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Sasan Moghimi, Linda M Zangwill, Rafaella Penteado, Kyle Hasenstab, Elham Ghahari, Huiyuan Hou, Mark Christopher, Patricia Isabel C Manalastas, Christopher Bowd, Robert N Weinreb; Macular and Optic Nerve Head Vessel Density and Progressive Retinal Nerve Fiber Layer Loss in Glaucoma. Invest. Ophthalmol. Vis. Sci. 2018;59(9):3498.
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© ARVO (1962-2015); The Authors (2016-present)
To prospectively investigate the relationship between macula and peripapillary vessel density and progressive retinal nerve fiber layer (RNFL) loss in patients with mild to moderate primary open angle glaucoma
In this prospective observational study, 132 eyes of 83 patients with glaucoma included followed for at least 2 years (mean±SD: 27.3±3.36 months).Measurements of macula whole image vessel density (m-WIVD) and optic nerve head whole image vessel density (onh-WIVD) were acquired at baseline using optical coherence tomography angiography (OCT-A). RNFL measurements were obtained semiannually using spectral-domain optical coherence tomography (SDOCT). Random-effects models were used to investigate the relationship between baseline vessel density parameters and rates of RNFL loss after adjusting for the following confounding factors: baseline visual field mean deviation (MD) central corneal thickness (CCT), and average intraocular pressure (IOP) during follow-up. Main outcome measures were effects of m-WIVD and onh-WIVD on rates of RNFL loss over time.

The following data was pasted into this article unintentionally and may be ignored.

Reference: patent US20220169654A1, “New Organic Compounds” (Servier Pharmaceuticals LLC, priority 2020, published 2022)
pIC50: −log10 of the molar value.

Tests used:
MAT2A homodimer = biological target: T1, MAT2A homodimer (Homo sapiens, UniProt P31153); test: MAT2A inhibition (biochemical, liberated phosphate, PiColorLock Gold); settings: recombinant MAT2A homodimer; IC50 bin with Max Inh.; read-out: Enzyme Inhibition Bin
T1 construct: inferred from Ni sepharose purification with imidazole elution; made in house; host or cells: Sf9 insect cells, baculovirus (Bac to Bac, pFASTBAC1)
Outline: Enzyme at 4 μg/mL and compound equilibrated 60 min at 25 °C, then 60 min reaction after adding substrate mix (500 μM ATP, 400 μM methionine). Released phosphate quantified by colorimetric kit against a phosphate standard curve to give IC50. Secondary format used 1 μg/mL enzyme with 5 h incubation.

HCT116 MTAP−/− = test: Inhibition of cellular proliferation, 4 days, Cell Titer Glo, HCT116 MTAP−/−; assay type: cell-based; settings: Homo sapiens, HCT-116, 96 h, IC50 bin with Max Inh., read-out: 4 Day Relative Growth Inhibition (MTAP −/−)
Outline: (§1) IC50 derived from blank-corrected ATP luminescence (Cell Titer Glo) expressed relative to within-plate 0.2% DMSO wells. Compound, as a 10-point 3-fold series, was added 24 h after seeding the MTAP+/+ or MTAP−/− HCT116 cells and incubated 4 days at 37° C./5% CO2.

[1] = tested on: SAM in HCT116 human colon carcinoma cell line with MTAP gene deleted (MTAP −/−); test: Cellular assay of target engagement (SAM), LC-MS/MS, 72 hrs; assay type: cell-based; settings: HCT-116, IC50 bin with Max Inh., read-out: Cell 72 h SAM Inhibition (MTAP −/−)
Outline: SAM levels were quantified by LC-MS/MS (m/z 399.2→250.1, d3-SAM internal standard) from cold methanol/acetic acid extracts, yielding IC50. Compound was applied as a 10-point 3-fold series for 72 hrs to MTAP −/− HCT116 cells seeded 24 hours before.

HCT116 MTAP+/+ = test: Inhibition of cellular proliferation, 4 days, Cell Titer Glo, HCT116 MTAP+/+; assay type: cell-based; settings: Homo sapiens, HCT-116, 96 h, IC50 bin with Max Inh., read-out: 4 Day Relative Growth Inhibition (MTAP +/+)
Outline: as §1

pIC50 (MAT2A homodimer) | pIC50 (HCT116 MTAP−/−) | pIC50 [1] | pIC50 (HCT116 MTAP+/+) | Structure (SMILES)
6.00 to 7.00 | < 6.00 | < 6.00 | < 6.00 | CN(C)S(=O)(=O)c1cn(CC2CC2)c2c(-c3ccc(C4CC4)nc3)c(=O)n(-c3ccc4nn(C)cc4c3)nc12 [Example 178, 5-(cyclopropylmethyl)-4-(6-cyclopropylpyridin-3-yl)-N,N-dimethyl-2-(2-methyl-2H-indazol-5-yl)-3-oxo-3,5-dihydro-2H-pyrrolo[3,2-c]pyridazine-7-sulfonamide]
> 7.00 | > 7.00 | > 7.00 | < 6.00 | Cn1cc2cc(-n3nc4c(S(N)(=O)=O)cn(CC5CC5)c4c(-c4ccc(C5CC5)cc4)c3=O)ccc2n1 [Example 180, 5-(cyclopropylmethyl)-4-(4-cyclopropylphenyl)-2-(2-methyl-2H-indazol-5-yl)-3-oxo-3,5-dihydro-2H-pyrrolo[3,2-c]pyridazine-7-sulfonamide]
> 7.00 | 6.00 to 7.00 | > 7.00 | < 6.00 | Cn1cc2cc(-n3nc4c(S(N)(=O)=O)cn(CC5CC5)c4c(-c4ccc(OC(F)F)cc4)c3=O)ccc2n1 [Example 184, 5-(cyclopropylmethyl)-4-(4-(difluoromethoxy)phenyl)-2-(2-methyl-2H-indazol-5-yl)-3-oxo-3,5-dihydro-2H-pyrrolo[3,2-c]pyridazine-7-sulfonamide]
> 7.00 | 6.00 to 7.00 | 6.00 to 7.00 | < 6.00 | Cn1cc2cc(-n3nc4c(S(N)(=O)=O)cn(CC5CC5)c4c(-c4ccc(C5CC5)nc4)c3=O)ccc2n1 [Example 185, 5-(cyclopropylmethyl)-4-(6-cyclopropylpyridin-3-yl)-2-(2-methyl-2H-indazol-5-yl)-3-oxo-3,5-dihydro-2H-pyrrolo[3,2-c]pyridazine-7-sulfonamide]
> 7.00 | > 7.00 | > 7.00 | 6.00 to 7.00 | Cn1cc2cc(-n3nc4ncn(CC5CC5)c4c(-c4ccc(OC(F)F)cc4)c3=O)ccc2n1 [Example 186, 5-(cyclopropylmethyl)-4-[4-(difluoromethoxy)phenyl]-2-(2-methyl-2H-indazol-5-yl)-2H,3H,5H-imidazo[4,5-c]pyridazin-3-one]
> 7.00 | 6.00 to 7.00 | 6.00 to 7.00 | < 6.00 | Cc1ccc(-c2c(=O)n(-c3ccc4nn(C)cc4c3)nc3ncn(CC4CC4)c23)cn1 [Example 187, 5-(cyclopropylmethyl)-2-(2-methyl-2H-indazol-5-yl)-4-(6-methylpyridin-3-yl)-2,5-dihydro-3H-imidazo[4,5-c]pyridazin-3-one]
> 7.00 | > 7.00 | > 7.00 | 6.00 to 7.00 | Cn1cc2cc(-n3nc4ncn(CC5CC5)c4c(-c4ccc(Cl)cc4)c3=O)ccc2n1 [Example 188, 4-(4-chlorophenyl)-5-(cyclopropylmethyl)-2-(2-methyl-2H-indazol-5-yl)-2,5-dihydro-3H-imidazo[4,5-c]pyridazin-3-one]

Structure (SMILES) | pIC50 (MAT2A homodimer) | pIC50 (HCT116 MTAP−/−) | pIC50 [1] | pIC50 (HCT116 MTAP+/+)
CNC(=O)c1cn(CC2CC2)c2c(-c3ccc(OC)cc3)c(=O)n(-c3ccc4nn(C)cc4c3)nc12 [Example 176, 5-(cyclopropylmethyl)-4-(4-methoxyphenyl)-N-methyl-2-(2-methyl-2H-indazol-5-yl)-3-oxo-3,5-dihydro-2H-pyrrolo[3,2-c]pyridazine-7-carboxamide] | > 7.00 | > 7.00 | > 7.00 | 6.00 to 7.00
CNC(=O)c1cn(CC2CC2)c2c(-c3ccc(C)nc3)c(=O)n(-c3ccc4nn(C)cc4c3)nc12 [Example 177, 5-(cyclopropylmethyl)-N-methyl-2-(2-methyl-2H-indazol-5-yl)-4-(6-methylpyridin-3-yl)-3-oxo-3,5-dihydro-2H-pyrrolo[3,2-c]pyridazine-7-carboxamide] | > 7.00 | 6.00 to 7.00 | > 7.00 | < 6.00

Average baseline m-WIVD and onh-WIVD were 50.0±3.7% and 58.2±2.4%, respectively. Average baseline RNFL thickness was 79.5 ±14.8 µm which declined with a mean (95% CI) slope of -1.07 µm/year (-1.28, -0.85). In the univariable model, including only a predictive factor and time and their interaction, each 1 % lower m-WIVD and onh-WIVD was associated with a 0.11 µm/year (p<0.001) and 0.06 µm/year (p=0.031) faster rate of RNFL decline, respectively. A similar relationship between low m-WIVD (p=0.008) and onh-WIVD (p=0.046) and faster rates of RNFL loss was found using a multivariable model accounting for age, MD, average IOP and CCT.
Lower baseline macula and optic nerve head vessel density is associated with a faster rate of RNFL progression in mild to moderate glaucoma. Assessment of optic nerve head and macula vessel density may add significant information to the evaluation of the risk of glaucoma progression and prediction of rates of disease worsening.
This is an abstract that was submitted for the 2018 ARVO Annual Meeting, held in Honolulu, Hawaii, April 29 - May 3, 2018.
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